Many of the papulae of the early eruption also abort.The typical yaws, according to Dr. Bowerbank, is " the sizeof a raspberry-round or oval, reddish or pinkish, and firmin consistence."The commonest seats of eruption are the face, neck, upper

and lower limbs, and the genital parts. Yaws leave behindonly dark marks, unless ulcerations have occurred, and thenscars. It is said that if yaws does not properly develop,the patient may become cachectic, but more information is

needed upon this point. The duration of the disease varies:under appropriate treatment, and especially a cleanly régime,it will tend to get well in from two to four months; it maylast otherwise for years. The general health only suffersin the long continuance of the disease from the pain andulceration that attend it.Unquestionably the disease is inoculable, and it may

spread from person to person, from simple wounds andabrasions becoming infected by the discharge from yawsores. It is questionable if the disease can be conveyedexcept by °°downright personal contact" (Bowerbank) ofthe infected with the non-infected. Sex makes no difference.The treatment consists in the exhibition of tisanes of

various woods, with the view of promoting the eruption,followed by the internal exhibition of mercury (which isthe active ingredient of the legion of yaw specifics in useabroad), pushed to a moderate amount and conjoined withthe use of good diet, scrupulous cleanliness, and the localapplication of a carbolic acid lotion or weak nitrate ofmercury ointment.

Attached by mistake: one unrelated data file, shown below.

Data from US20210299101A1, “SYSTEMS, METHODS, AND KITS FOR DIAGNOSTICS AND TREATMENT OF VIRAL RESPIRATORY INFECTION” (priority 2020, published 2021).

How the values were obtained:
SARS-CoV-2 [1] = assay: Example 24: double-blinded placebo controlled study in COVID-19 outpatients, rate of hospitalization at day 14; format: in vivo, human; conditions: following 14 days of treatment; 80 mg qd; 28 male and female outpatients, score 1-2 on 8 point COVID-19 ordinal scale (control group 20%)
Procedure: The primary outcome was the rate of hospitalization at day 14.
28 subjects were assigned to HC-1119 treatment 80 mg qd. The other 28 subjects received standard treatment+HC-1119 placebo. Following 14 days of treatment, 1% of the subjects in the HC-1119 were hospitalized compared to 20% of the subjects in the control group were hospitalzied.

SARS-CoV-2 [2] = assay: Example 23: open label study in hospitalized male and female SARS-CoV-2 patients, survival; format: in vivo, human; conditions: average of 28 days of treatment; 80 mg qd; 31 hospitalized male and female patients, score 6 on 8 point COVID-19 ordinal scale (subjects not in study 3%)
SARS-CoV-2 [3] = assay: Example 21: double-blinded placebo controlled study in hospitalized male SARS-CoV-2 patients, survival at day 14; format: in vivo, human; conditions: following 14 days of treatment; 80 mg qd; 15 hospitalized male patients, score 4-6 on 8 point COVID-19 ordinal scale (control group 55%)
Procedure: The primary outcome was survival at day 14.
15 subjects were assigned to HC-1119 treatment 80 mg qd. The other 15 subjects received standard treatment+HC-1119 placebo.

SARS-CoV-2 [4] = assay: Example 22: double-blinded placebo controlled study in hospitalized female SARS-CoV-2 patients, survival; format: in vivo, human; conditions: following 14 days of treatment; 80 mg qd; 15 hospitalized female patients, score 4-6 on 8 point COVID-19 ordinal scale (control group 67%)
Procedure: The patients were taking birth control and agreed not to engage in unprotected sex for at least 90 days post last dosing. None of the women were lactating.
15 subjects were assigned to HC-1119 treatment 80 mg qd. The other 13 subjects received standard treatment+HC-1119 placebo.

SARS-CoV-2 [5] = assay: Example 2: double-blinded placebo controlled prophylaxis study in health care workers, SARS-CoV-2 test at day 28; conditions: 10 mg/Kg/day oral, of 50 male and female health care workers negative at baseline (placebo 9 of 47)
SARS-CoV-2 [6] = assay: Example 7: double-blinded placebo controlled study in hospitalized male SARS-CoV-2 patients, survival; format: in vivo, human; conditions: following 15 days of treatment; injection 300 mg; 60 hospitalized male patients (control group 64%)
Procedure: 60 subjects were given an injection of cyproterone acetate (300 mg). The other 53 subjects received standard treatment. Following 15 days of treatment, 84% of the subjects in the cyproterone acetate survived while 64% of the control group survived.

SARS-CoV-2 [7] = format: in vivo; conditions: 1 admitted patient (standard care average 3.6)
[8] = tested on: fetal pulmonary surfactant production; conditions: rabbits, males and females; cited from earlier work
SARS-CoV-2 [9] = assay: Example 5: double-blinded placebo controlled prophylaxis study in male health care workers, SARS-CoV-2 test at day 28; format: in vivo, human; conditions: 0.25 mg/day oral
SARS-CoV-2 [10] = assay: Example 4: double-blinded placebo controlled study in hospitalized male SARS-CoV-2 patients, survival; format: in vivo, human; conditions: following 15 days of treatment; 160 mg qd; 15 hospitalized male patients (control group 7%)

80 far as the above description goes, it gives our readersa fairly intelligible account of the main features of thedisease, and Dr. Fox, in the article mentioned at the foot,gives additional particulars, which may easily be referredto. But more observation is needed with regard to theactual cause and the mode of dissemination of yawsamongst populations infected by the disease; and nowthat attention is specially called to the subject, we hope ob-servers will turn their attention to its study. Lastly, itstrikes us as very undesirable to exhibit mercury, exceptupon a very urgent need, for a disease which is so closelyconnected with all that is defective in the nutrition andpersonal sanitation of those attacked by it.